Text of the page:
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# Computed-tomography imaging spectropolarimeter (CTISP)

- Persistent Link:
- http://hdl.handle.net/10150/288965
- Title:
- Computed-tomography imaging spectropolarimeter (CTISP)
- Author:
- Issue Date:
- 1999
- Publisher:
- Rights:
- Copyright © is held by the author. Digital access to this material is made possible by the University Libraries, University of Arizona. Further transmission, reproduction or presentation (such as public display or performance) of protected items is prohibited except with permission of the author.
- Abstract:
- A complete Stokes imaging spectropolarimeter has been developed based on the principles of computed-tomography, spectrometry and polarimetry. The Computed-Tomography Imaging SpectroPolarimeter (CTISP) is a polarization extension to the Computed Tomography Imaging Spectrometer (CTIS)¹. Imaging spectrometers estimate the object cube (x,y, λ), whose smallest subdivision is a voxel, while Stokes imaging spectrometers estimate four Stokes object cubes (x,y, Sp(λ); p = 0,1,2,3), one for each Stokes parameter. CTISP uses a two-dimensional disperser to diffract the image in the field stop into a 5-by-5 array of diffraction orders. As in computed tomography, each focal plane array (FPA) pixel effectively integrates a different path through the object cube, and when all pixels are recorded, a significant portion of the object cube's information is obtained. The frequency space representation of the object cube, however, indicates that two conical regions of information are not recorded, thereby limiting the reconstruction accuracy. CTISP scans only in the polarization domain (not spectral or spatial domains), acquiring four FPA frames, one behind each of the four polarization analyzers. Currently, CTISP's resolution is 33 by 33 spatially over a 3.5 degrees full angle field of view with 16 spectral bands of 20nm width covering 440nm-740nm. CTISP acquisition is modeled using the linear imaging equation gₐ=Hₐfₐ+ξₐ, which is inverted using the iterative expectation-maximization algorithm to solve for fₐ, the object cube as seen through analyzer a. The recorded diffraction images gₐ and the empirically determined calibration matrices Hₐ, are each acquired using analyzer a. The nth voxel reconstruction result is extracted from each of the four fₐ vectors to form a four element vector f(n) which is then multiplied by the inverse of the voxel characteristic matrix W(n) to obtain the estimate of the Stokes vector S(n). W(n) is derived from the four Hₐ matrices. A fully computer-controlled calibration facility and a suite of programs are used to calibrate CTISP. CTISP was validated using synthetically generated and real objects. Spectral agreement is consistent with CTIS, while Stokes parameter polarization errors were typically 0.04-0.07 for this instrument. Errors are most significant at the spectral limits of CTISP. An object dependent correction reduces these errors to below one percent.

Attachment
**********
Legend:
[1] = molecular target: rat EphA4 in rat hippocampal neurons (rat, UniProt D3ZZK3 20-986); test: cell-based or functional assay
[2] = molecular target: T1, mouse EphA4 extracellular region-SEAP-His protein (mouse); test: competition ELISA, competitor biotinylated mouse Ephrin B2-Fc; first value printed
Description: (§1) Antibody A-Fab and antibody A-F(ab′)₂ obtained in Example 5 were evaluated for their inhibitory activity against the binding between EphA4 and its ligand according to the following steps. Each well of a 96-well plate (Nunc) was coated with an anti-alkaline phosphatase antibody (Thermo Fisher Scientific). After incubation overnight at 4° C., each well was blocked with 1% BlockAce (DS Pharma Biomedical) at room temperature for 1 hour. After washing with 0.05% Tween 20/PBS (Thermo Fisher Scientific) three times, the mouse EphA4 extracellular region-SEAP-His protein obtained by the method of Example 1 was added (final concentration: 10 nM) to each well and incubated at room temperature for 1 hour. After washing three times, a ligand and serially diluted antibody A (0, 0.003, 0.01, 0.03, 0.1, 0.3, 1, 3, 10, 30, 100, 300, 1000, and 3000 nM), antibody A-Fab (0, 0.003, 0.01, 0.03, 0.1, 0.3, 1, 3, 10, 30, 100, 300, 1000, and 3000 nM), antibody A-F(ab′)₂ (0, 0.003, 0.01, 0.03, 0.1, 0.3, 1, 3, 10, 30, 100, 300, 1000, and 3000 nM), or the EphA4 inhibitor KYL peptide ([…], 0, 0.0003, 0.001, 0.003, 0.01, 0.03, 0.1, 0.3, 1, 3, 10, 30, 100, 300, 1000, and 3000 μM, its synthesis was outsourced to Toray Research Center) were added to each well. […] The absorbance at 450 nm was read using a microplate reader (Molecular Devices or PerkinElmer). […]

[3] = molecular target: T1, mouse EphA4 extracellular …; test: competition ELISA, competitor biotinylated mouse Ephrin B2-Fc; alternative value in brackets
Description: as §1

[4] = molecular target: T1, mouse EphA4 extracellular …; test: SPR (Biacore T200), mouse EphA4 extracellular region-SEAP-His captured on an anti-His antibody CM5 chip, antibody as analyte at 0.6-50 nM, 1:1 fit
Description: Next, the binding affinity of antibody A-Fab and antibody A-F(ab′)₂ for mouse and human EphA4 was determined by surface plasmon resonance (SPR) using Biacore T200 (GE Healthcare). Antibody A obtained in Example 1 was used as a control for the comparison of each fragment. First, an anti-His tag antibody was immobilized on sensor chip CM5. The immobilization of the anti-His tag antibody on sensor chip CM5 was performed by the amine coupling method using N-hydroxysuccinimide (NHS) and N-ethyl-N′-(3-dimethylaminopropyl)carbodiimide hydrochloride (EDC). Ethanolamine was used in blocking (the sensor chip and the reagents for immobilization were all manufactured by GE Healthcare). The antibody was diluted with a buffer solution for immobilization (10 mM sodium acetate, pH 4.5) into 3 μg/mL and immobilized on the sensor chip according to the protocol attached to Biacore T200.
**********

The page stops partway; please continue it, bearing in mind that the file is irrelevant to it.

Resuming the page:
- Type:
- text; Dissertation-Reproduction (electronic)
- Keywords:
- Degree Name:
- Ph.D.
- Degree Level:
- doctoral
- Degree Program:
- Degree Grantor:
- University of Arizona
- Advisor:

# Full metadata record

DC Field | Value | Language |
---|---|---|

dc.language.iso | en_US | en_US |

dc.title | Computed-tomography imaging spectropolarimeter (CTISP) | en_US |

dc.creator | Miles, Brian Herndon | en_US |

dc.contributor.author | Miles, Brian Herndon | en_US |

dc.date.issued | 1999 | en_US |